To depict the interactions of objects for a specific task at hand.
The soul is dyed the color of its thoughts. Think only on those things that are in line with your principles and can bear the light of day. The content of your character is your choice. Day by day, what you do is who you become. Your integrity is your destiny - it is the light that guides your way. - Heraclitus
Object Interaction diagrams and Sequence diagrams contain almost exactly the same semantic information. You can convert back and forth between the two diagrams as different views of the same model; Rational Rose can do this automagically.
OIDs are often used earlier in design because they give a nice overview of which objects interact with each other and work well to explore various choices for breaking up responsibility. Sequence diagrams are often considered low-level design artifacts because the time dimension makes them well suited to intricate interactions.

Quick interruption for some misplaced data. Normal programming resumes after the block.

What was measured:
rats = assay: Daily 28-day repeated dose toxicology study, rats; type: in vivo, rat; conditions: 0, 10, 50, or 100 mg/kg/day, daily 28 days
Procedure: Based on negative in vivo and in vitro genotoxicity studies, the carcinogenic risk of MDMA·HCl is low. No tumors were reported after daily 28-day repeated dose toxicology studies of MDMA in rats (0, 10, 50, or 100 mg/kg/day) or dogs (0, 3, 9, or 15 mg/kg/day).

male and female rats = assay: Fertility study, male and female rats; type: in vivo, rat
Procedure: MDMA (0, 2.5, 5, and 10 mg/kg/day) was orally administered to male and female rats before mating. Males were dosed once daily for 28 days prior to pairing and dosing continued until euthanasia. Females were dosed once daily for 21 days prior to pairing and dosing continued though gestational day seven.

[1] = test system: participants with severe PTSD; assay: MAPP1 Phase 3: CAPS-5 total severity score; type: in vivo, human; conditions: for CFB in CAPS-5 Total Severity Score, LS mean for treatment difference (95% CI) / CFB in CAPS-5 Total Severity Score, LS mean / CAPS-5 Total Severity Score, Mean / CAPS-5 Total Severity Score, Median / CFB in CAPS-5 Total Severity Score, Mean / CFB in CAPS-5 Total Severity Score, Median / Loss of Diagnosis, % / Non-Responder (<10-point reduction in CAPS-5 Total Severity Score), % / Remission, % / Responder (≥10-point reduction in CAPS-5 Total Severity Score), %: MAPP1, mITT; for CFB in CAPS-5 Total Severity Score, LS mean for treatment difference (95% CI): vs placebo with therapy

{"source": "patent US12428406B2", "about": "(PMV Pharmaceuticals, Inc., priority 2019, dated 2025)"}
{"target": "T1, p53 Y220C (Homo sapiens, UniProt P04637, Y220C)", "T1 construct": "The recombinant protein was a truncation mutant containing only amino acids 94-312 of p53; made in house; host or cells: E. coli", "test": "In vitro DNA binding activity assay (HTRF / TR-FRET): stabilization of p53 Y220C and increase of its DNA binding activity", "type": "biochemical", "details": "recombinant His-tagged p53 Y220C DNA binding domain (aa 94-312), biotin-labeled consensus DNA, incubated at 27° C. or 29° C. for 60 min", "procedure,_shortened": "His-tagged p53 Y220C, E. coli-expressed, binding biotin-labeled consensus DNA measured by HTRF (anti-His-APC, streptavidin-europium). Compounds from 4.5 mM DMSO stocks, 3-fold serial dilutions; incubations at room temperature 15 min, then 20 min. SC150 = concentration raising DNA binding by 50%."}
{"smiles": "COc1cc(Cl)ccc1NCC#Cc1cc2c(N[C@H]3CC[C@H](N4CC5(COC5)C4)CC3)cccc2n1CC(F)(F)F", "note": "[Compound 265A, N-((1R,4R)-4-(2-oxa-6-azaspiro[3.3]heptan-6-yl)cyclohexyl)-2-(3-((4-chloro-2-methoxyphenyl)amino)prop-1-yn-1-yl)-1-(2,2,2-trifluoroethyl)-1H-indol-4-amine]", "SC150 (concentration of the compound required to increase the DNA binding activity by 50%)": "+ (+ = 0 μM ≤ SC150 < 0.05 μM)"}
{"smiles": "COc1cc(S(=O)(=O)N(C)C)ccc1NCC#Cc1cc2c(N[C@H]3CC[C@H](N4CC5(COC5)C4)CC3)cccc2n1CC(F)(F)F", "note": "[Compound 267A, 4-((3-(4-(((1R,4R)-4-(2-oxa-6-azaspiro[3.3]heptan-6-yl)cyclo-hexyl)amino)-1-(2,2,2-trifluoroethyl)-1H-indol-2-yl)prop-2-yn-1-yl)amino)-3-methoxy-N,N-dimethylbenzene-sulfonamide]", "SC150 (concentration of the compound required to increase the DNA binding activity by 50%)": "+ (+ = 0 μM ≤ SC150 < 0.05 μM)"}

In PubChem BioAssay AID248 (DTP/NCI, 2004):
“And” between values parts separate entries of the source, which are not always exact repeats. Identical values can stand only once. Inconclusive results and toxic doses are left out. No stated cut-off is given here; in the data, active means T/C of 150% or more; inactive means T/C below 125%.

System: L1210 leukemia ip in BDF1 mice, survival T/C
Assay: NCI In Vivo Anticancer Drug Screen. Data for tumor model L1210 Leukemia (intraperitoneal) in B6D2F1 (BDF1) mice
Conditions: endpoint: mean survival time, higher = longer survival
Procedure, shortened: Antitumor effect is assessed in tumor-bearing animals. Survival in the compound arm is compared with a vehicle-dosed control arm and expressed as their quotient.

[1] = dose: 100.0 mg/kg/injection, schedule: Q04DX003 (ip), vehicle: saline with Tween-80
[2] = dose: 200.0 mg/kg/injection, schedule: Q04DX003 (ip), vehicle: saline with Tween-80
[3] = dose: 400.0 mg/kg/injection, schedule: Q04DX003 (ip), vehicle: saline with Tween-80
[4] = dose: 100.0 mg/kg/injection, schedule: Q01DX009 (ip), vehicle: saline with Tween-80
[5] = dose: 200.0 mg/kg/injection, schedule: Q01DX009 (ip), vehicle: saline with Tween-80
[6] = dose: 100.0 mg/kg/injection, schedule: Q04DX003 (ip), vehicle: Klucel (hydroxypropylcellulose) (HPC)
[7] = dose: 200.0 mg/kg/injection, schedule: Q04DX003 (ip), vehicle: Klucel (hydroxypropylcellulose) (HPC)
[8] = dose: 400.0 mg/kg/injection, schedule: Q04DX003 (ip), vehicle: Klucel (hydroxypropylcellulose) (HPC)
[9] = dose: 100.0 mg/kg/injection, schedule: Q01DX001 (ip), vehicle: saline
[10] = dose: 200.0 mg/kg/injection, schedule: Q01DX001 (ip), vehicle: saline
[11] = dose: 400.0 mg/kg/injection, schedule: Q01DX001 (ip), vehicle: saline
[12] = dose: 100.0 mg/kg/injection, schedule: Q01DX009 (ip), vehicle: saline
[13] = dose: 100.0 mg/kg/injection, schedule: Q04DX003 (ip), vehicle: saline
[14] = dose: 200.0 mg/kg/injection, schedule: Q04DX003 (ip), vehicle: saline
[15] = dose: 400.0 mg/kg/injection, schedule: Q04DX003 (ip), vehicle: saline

I'll give yet another recommendation for Scott Ambler's AgileModeling.com. It takes some digging but he has a nice set of examples and descriptions of "The Models of UML". Hope that helps!
A good question is never answered. It is not a bolt to be tightened into place but a seed to be planted and to bear more seed toward the hope of greening the landscape of the idea. John Ciardi